Best-selling author of The Legacy of the King’s Pirates series, MaryLu Tyndall writes full time and makes her home with her husband, six children, and four cats on California’s coast. Her passion is to write page-turning, romantic adventures that not only entertain but expose Christians to their full potential in Christ. For more information on MaryLu and her upcoming releases, please visit her website at http://www.mltyndall.com/
If you’ve read any of my books than you know that in every one, my main characters are not the nicest people in the beginning of the story. In fact, usually they are quite nasty or at least very self-centered and cruel. They are currently committing or have committed terrible sins and most of the time with little regret. They have turned their back on society and on God.
I love this type of character! I suppose because I used to be one. I understand them. I know how they think, what they are feeling—how lost and hopeless and desperate for help they really are. That’s why I write for the Christian market. I love to show how God can completely transform a person from a state of wicked hopelessness to a state of joy and hope and goodness. Why? Because that’s exactly what happened to me. I am a living breathing example of a person who was heading down a very destructive path and would probably now be dead if God hadn’t rescued me.
Don’t get me wrong. I love a hero who is strong, courageous, godly, and honorable, who fights formidable odds and wins. But I love even more a hero who is weighed down with many weaknesses and failings, yet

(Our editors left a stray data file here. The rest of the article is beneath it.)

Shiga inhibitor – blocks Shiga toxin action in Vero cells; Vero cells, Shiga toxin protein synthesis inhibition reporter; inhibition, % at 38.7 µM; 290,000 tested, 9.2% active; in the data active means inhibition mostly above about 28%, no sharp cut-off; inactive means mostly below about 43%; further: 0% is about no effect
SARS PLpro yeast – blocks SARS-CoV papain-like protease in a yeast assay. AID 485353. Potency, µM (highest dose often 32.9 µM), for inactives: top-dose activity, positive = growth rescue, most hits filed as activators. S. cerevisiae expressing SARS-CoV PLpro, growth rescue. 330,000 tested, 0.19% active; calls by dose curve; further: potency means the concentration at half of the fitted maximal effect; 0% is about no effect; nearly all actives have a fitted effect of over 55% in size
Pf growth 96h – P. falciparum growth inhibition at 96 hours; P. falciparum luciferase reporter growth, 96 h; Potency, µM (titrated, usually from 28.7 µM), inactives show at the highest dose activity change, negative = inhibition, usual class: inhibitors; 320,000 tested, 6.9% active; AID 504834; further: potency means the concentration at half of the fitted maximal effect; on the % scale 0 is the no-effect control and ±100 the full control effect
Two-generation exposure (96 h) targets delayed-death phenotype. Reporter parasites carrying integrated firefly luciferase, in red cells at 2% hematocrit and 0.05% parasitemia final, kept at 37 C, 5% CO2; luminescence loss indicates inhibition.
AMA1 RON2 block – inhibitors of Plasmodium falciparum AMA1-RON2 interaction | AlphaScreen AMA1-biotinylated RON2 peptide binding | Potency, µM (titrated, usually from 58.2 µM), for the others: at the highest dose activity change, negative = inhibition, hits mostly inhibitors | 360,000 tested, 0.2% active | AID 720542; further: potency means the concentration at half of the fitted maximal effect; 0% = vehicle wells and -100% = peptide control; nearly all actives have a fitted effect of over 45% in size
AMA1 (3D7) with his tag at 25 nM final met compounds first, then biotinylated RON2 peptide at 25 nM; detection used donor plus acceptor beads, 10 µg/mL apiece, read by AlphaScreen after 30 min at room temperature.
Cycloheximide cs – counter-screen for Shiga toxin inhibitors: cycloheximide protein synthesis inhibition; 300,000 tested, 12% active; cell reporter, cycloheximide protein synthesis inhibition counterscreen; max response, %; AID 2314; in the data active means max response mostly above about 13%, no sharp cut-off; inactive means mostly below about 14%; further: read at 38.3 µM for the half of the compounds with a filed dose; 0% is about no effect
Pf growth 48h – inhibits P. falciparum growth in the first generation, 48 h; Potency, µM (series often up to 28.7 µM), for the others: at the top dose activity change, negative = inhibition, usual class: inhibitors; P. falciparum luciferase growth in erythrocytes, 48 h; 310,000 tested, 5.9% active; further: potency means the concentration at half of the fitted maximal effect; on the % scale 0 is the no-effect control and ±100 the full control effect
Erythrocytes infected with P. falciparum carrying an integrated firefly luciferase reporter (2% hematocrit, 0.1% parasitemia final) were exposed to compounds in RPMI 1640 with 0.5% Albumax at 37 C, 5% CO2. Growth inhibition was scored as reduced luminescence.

through the course of a story becomes courageous, godly and honorable. These are the types of stories that leave a lasting impression on readers.
Think of all the movies or books that have left a lasting impression on you and I’m sure you’ll discover that at least one of the main characters drastically changed. In the Count of Monte Cristo, Dantes’ original goal was revenge, but by the end of the story, he realized love was the answer.
In the Titanic, Rose must relinquish her safe, comfortable world of propriety and risk all to join Jack’s world of freedom and love In the Schindlers’ List, the hero at first reluctantly tries to save a few Jews that work for him, not willing to risk too much, but by the end, he is willing to risk everything, even his own life to save as many Jews as he could.
But how do we do portray this in a realistic way?
Give your bad character a good reason for their bad behavior. We all know this, but it is extremely important to make this reason believable and strong enough to warrant their actions
Give them at least one redeemable quality. We don’t want our readers to hate them completely!
Gradually allow them to change throughout the story by
a) forcing them into situations where they must face the consequences of their actions
b) placing people around them who model goodness and love by the power of God.
c) Have God reveal his love to them in some way they cannot mistake
In my current novel, The Red Siren, my heroine is a pirate. She dons her breeches, straps on her pistols and cutlass and scours the seas, pillaging and plundering. She has very good and believable reasons for doing what she’s doing, and in her mind, it is her only recourse—a matter of the survival of her and her sisters.
I made her character tough, bitter, strong-willed, dominant an arrogant, all the qualities you’d expect from a pirate. Truthfully, not a very likeable person, nor one easy to get along with. Then I toss in a God-fearing hunk who she falls for, bombard her with horrific consequences to her actions, have God perform a couple of miracles in which He reveals his love, and voila, slowly, she changes.
Even still, I often get comments from readers complaining that they didn’t like such and such character. I always write them back and say. “Good. Then I’m doing my job” because they are not supposed to like them (at first). Every Christian author has a ministry. Mine is showing the powerful awe-inspiring, transforming redeeming love of God. You may not totally like all my characters in the beginning, but I guarantee that if you hang in there, you’ll love them by the end.